The Observational Context
Citizen views on climate change and global warming divide along the lines of conservative and liberal self-identification. Thus, according to a Pew Research poll conducted in June 2014, over 70 percent of those who identify themselves as conservatives either do not believe in global warming or don’t consider it a danger, nor do they believe that human activity is a serious contributing factor. Finally, many of these self-described conservatives believe that the U.S. has “gone too far in efforts to protect the environment.”
Why do conservative Americans feel this way? There are several factors:
Many of them are very religious. An outlook of Christian fundamentalism pervades large sections of the country and, at least since the time of the Reagan presidency, has become a factor in U.S. politics.
That is why men like Broun and Inhofe are where they are. They, and others like them, are often from what used to be known as the Bible Belt, a range of southern U.S. states from Oklahoma to Virginia. This is a stronghold of Southern Baptist and other basically fundamentalist sects.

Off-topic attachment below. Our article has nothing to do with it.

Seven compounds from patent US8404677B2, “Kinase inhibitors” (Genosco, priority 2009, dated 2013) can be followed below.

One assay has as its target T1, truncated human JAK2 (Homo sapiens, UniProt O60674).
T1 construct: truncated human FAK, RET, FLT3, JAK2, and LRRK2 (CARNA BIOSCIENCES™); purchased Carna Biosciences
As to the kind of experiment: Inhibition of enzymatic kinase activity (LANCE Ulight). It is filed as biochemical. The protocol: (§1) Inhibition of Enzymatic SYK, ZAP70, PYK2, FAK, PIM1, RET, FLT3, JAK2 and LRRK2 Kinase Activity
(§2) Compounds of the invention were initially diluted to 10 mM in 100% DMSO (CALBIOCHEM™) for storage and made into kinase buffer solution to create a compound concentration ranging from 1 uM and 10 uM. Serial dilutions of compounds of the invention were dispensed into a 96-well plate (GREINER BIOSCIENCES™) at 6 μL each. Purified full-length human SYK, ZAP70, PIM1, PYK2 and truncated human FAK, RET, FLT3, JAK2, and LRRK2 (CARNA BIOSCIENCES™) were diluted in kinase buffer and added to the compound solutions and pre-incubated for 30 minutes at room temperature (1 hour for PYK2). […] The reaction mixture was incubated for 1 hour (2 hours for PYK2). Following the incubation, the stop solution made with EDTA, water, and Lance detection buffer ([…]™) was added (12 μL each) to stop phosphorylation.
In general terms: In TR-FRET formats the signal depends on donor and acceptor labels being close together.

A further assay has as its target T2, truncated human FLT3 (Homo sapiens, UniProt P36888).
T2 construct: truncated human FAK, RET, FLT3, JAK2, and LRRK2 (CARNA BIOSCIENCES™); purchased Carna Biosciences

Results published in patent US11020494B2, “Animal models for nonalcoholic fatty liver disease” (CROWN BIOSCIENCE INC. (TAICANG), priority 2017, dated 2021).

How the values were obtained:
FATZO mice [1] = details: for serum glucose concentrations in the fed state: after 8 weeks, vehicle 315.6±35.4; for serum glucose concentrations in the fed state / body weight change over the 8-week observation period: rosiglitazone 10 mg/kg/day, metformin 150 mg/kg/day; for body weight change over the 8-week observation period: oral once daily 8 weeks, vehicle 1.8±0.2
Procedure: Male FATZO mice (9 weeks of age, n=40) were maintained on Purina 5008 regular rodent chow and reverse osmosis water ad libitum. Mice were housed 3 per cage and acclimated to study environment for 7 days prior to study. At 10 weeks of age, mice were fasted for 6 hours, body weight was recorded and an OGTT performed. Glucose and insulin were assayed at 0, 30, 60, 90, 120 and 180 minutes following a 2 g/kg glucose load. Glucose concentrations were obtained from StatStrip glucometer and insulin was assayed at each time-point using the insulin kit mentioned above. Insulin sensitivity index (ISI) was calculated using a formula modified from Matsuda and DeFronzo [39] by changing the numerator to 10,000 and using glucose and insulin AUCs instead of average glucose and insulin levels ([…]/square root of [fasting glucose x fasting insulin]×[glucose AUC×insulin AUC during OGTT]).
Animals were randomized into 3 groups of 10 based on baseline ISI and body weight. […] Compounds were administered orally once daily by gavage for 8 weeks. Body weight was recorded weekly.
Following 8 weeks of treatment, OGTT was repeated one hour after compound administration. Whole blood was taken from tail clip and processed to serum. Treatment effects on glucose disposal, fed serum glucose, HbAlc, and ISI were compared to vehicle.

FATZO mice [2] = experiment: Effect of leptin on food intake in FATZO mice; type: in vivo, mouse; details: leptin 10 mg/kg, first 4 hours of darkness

Similar Christian sects are scattered throughout the north, central and western parts of the country. It is hard for those who adhere to these sects to see the sciences that touch on both human evolutionary processes and those of nature (such as global warming) objectively because they clash with biblical tenets.
This leads most religious conservatives to reject scientifically accepted criteria for truth. Science is a process that seeks to approximate what is true through the positing of testable hypotheses. Scientific beliefs must be supported by observable and replicated data.
In turn, new data can alter one’s perspective on established hypotheses and even overthrow them. It is an ongoing process and it has proven so powerful a tool that modern civilization’s physical attributes rest on its achievements.
On the other hand, religion is a form of ideology that is based on absolute positions that are not testable. Questioning these sorts of “truths” equates to a crisis of faith, and that is often looked upon as a personal failure or giving in to the temptations of some evil spirit. Questioning also alienates you from your community.